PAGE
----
• Jane Akre June 11, 2013 at 11:00 am - Reply

      Thank you Joleen- She is a champion trying to bring awareness of failed medical devices thru FIDA, Failed Implant Device Alliance (see Friends of MDND for a link) .

      Here is the official answer from the FDA. I asked them if MedWatch was redundant to the MAUDE database in that they both take consumer and doctor complaints about failed products. Here is the answer from Sandy Walsh of the FDA’s media office:

      “MedWatch is a reporting process for all adverse event reports to FDA from the public — health professionals and their organizations, consumers/patients. The process is voluntary and is direct, from these reporters directly to FDA MedWatch online, mail, fax, or phone. MedWatch is not an FDA database of reports. All MedWatch AE reports for devices (i.e. adverse events/harms, product use errors/near misses, product quality problems) are triaged by a Central Triage Unit (CTU) and those that are voluntary reports about products regulated by CDRH are sent to that Center, logged into the device product database, MAUDE, and are then available for evaluation by the Center’s postmarket surveillance teams.‬

      ‪ ‬

      ‪MAUDE is the acronym for the current CDRH database/repository for all product AEs associated with those devices regulated by and monitored during postmarket surveillance. See:

      http://www.accessdata.fda.gov/scripts/cdrh/cfdocs/cfmaude/search.cfm. MAUDE reports include reports submitted directly to FDA (i.e. MedWatch reports) and those submitted indirectly to FDA (i.e. initiated by those same reporters but sent first to the product’s manufacturer or its representative and then submitted to FDA as mandatory reports required by law/rule/regulation from those regulated reporters.‬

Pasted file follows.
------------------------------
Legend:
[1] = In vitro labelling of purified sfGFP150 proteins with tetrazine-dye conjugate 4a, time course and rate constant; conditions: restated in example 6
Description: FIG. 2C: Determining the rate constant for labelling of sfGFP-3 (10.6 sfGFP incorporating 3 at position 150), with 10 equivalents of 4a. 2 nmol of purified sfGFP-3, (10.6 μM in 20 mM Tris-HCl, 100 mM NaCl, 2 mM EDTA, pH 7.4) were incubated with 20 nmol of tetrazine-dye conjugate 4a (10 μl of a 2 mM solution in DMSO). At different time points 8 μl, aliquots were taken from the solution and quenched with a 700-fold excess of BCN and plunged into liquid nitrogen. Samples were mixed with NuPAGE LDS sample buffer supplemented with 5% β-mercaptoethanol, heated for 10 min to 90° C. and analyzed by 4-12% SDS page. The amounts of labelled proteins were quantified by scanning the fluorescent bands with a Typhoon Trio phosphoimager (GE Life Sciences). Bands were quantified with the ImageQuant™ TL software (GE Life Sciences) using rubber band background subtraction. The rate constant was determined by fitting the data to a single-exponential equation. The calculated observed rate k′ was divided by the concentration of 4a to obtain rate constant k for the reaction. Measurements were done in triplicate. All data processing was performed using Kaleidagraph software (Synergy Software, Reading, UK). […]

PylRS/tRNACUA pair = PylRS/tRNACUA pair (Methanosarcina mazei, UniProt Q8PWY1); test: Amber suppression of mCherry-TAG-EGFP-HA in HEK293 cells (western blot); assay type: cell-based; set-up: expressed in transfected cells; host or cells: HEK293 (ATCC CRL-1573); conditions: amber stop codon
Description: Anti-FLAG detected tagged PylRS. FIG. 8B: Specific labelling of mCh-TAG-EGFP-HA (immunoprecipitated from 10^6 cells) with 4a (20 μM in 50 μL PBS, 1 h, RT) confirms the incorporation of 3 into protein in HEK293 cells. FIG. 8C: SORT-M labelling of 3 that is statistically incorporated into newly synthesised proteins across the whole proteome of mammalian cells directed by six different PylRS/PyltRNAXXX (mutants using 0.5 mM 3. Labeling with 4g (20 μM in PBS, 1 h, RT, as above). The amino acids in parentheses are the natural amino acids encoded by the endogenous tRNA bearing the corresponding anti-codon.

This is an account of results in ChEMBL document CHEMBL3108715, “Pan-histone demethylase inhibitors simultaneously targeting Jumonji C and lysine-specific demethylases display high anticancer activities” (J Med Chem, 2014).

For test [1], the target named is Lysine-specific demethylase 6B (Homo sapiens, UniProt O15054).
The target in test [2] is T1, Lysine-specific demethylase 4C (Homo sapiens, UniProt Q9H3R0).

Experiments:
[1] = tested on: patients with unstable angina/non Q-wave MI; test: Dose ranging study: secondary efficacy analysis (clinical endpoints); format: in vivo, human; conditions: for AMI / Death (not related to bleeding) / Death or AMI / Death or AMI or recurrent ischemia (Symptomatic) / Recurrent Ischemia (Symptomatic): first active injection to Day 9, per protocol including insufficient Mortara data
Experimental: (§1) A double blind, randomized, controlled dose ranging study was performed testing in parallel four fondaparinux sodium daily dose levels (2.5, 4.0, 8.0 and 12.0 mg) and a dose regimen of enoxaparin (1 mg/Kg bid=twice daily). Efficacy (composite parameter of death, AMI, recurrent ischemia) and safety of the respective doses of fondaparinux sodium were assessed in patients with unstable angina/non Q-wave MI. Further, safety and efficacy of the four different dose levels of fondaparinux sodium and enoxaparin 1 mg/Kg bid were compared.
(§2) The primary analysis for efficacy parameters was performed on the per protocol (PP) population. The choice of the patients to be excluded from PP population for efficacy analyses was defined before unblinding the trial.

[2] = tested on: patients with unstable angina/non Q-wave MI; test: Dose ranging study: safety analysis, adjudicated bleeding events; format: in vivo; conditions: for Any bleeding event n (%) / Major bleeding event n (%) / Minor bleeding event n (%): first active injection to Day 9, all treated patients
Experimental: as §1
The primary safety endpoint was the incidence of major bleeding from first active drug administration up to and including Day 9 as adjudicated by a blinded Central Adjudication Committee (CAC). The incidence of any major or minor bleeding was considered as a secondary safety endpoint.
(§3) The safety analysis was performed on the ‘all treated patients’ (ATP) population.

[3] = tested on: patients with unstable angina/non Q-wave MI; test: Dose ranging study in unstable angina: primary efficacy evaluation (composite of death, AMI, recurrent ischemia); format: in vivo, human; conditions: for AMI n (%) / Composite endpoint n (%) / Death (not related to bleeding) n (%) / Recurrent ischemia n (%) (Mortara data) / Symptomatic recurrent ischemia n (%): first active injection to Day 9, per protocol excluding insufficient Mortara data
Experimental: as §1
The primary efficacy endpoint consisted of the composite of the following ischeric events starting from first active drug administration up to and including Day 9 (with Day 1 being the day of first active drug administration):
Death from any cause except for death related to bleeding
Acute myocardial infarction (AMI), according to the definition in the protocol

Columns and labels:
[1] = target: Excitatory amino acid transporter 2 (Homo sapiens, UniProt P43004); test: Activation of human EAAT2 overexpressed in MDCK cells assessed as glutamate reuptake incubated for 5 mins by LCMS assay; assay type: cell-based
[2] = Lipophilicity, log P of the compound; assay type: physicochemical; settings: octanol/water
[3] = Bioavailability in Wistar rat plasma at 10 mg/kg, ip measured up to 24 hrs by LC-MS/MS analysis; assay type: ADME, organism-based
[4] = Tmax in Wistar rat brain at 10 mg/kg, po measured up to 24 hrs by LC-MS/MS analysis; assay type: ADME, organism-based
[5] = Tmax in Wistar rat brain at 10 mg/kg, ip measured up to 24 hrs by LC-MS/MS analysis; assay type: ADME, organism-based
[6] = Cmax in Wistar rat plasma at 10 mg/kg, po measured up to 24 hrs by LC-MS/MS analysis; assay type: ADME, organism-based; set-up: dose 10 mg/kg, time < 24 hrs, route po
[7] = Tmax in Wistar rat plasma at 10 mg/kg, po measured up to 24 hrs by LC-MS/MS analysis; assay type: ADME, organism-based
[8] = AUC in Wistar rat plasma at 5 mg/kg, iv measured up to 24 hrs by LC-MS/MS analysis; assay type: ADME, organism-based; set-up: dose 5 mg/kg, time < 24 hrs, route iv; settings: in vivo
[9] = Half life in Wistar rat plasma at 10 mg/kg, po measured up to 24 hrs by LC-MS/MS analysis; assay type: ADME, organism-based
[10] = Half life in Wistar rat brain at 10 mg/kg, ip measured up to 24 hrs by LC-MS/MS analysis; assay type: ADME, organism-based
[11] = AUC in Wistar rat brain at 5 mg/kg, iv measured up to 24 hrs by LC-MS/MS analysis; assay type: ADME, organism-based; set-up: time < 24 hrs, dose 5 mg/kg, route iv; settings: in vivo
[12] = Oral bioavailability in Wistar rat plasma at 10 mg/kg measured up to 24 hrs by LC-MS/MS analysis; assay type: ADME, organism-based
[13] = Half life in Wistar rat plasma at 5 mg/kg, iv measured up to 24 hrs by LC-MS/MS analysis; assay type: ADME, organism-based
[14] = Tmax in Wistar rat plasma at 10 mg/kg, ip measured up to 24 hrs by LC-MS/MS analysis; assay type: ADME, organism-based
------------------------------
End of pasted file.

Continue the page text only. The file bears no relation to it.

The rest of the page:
‪ ‬

      ‪As to the question posed:‬‪ ‬

      The two terms in question, MedWatch and MAUDE are distinct terms, the first a program and the second a device product database. They are related and associated only as distinct parts of the postmarket safety surveillance process. Promoting and facilitating the submission of high quality voluntary reports by consumers and health professionals of suspected signals of serious device AEs is the function of MedWatch and these reports are entered into CDRH’s database, MAUDE, for review and evaluation.‬

      ‪ ‬

      ‪The recent, June 3 FDA announcement about the 20th anniversary of MedWatch and the ongoing campaign — to promote 1) the new consumer-friendly reporting form and 2) the teaching tool, MedWatchLearn, for consumers and health professionals about ‘why and how’ of voluntary reporting — emphasizes the primary role that MedWatch plays in increasing and improving voluntary AE reporting from those audiences, for medical devices (CDRH) but also for drugs (CDER and CBER) and for human medical products regulated by CFSAN (dietary supplements, infant formula, cosmetics and now foods/beverages).‬”

      • Jane Akre June 11, 2013 at 11:02 am - Reply

        Reading between the lines of this official FDA statement, I believe she is saying it is more consumer friendly since MAUDE definitely was not as anyone knows who tried to navigate it! So in the future, try the MedWatch to file your complications- it is important to do so in that it is the only way to flag problems,,,, though that flag is certainly waving by now!?

  2. Richard Howden February 9, 2014 at 3:24 pm - Reply

    The FDA’s MAUDE data base and reporting system would work if the FDA required Hospitals and Doctors to not only report fully about a Mesh failure but require them to send the removed mesh also. Until then”non conclusive” is all we mesh sufferers will be to the FDA. Most of us that have been implanted with mesh have had our lives and health ruined by this product. And most of us will die, impoverished and in pain with no help from our Government or from the Manufacturers. So the FDA coming up with a more friendly form to fill out may make them feel better but leaves those of us that have had to deal with mesh for years, forgotten. As far as I am concerned until the FDA makes it the law for all mesh removals to be fully reported and the “product” analyzed nothing else will matter.